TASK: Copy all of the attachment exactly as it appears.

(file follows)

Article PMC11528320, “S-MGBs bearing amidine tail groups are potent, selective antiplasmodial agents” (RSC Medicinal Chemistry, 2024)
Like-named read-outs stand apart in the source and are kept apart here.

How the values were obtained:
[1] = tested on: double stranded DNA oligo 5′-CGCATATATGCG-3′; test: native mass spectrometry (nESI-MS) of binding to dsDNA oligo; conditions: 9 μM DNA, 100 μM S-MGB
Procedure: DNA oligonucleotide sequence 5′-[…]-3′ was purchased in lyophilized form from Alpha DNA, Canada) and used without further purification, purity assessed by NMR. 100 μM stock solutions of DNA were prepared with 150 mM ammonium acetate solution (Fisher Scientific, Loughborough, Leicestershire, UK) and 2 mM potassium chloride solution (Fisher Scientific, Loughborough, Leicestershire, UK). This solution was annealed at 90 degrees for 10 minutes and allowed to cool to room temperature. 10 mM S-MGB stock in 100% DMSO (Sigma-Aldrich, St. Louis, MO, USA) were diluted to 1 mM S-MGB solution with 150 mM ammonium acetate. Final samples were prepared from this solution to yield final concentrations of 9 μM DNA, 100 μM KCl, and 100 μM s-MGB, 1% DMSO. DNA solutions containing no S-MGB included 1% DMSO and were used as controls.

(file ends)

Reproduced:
Article PMC11528320, “S-MGBs bearing amidine tail groups are potent, selective antiplasmodial agents” (RSC Medicinal Chemistry, 2024)
Like-named read-outs stand apart in the source and are kept apart here.

How the values were obtained:
[1] = tested on: double stranded DNA oligo 5′-CGCATATATGCG-3′; test: native mass spectrometry (nESI-MS) of binding to dsDNA oligo; conditions: 9 μM DNA, 100 μM S-MGB
Procedure: DNA oligonucleotide sequence 5′-[…]-3′ was purchased in lyophilized form from Alpha DNA, Canada) and used without further purification, purity assessed by NMR. 100 μM stock solutions of DNA were prepared with 150 mM ammonium acetate solution (Fisher Scientific, Loughborough, Leicestershire, UK) and 2 mM potassium chloride solution (Fisher Scientific, Loughborough, Leicestershire, UK). This solution was annealed at 90 degrees for 10 minutes and allowed to cool to room temperature. 10 mM S-MGB stock in 100% DMSO (Sigma-Aldrich, St. Louis, MO, USA) were diluted to 1 mM S-MGB solution with 150 mM ammonium acetate. Final samples were prepared from this solution to yield final concentrations of 9 μM DNA, 100 μM KCl, and 100 μM s-MGB, 1% DMSO. DNA solutions containing no S-MGB included 1% DMSO and were used as controls.